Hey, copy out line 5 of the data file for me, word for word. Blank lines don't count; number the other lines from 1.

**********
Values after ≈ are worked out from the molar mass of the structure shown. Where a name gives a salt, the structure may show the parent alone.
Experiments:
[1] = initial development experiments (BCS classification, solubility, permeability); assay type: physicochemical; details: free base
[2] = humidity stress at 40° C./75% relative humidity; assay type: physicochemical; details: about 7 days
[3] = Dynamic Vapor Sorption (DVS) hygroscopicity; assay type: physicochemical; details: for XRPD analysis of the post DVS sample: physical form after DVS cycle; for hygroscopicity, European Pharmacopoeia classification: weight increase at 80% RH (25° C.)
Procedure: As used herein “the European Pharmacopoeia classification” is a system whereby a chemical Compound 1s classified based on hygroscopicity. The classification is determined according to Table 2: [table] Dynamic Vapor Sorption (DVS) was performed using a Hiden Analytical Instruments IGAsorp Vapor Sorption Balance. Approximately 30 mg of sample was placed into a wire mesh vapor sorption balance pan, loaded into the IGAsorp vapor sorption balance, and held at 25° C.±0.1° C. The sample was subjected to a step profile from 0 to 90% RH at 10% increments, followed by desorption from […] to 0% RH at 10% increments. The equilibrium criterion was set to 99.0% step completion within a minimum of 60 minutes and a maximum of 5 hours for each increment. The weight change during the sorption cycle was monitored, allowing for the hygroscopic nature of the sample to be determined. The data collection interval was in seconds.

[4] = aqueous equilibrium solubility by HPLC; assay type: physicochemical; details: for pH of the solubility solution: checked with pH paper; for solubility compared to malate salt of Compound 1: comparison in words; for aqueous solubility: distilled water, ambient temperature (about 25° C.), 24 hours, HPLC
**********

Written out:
[3] = Dynamic Vapor Sorption (DVS) hygroscopicity; assay type: physicochemical; details: for XRPD analysis of the post DVS sample: physical form after DVS cycle; for hygroscopicity, European Pharmacopoeia classification: weight increase at 80% RH (25° C.)